And I don't disagree with any of that. Essentially, the court said that the criteria could not be set in advance. However, the court didn't give the SoS carte blanche, and still leaves open the possibility of a judicial review should the SoS unreasonably decide to hold a poll. In that case, he would be required to explain himself in court.
The court very clearly lays out the criteria and does not allow it to be challenged - the 'political' decision of the SoS based on current events. Which means a BP could be called at any time, in effect.
Unionism in the North is dying, slowly but surely. As a proportion of population in the North, they're getting smaller and smaller.
They are on the 'wrong' side of virtually all modern social/political topics - abortion, gay marriage, equality, respect of other cultures, climate change, international cooperation (most Unionists supported Brexit and still do, despite it being one of the biggest own goals in political history).
Unless some radical change occurs, they will become less and less relevant over the years and will be whittled down to a point where they'll have hardly any influence on this island.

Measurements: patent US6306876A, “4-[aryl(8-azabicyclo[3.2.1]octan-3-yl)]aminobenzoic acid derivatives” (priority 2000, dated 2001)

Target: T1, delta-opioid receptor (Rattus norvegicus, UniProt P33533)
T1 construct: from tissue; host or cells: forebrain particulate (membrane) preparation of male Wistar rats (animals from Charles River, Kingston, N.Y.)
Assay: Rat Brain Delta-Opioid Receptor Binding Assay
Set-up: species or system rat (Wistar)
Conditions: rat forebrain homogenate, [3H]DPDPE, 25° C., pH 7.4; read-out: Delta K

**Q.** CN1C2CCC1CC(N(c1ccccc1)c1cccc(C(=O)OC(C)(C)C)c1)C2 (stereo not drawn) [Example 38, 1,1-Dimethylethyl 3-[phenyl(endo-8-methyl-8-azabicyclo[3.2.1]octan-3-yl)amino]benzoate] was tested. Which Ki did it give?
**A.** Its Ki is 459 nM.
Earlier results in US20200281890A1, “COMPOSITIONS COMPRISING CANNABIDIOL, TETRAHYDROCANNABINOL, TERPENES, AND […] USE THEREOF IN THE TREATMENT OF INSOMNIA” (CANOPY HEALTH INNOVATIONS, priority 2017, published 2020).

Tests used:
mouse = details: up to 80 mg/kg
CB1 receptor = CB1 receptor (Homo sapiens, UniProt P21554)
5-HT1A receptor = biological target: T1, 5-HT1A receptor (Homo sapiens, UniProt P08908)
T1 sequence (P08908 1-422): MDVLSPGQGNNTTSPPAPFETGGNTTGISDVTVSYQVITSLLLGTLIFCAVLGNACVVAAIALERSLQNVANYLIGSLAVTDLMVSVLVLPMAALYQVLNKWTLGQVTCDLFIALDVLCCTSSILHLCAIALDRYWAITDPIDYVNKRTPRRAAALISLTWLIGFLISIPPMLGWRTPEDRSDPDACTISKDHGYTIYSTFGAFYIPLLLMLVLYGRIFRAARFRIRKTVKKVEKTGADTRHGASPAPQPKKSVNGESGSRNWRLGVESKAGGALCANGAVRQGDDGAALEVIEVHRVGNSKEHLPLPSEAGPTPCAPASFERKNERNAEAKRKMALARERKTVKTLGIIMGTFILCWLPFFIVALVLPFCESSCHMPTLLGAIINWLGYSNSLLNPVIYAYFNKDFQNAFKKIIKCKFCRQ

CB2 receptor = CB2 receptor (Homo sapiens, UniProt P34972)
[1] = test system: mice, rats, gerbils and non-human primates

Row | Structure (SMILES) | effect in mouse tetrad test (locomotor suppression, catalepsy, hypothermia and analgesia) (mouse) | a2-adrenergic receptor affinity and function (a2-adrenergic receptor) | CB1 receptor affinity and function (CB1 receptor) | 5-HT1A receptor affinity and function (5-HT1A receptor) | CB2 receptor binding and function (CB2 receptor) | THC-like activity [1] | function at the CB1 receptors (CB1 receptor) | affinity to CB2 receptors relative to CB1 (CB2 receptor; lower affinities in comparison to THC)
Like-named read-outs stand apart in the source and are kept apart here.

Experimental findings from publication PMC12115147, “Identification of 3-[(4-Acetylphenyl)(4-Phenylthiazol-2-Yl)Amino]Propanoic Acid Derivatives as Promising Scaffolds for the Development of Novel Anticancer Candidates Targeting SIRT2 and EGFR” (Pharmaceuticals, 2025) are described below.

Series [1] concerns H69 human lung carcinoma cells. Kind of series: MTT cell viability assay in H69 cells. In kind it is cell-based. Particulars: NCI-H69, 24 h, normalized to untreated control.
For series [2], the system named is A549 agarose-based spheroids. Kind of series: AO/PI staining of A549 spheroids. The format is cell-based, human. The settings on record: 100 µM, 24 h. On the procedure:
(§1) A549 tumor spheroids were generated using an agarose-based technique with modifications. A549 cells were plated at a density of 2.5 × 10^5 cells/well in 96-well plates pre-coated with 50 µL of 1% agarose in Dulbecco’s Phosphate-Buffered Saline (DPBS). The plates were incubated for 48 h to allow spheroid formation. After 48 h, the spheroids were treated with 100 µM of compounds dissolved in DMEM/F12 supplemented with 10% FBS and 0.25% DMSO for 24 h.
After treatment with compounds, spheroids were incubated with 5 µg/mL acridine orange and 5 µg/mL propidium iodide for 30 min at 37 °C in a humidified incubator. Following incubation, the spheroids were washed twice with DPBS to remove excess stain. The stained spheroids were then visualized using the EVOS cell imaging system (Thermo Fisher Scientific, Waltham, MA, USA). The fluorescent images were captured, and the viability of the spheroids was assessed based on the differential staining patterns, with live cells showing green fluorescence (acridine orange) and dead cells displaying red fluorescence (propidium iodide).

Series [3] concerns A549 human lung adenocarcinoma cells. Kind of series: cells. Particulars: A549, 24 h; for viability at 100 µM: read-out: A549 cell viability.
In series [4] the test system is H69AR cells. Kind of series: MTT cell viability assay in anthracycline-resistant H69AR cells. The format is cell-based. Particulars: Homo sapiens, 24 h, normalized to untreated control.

That will be the moment when we should attempt to trigger the process of reunification. If you do it now or within the next 5 years, they'll have more sway in the formation of the new state and I think that'll be a needless mistake.
It'd be like giving dinosaurs a say in the formation/structure of towns/cities even though you know they'll be extinct (or close to it) in the not too distant future.
And this is happening quite quickly by the way. I can see traditional unionist influence becoming a fraction of what it currently is in the next 10-15 years.
Very possible, but just not now. The traditional/hard right unionists would cause us too much hassle and make it more painful than it needs to be. I have no respect for much of their 'traditions' and have no wish desire to give them prominence in a new state.
Wait until they're smaller, weaker and have less influence/power. It's a process that continues each day..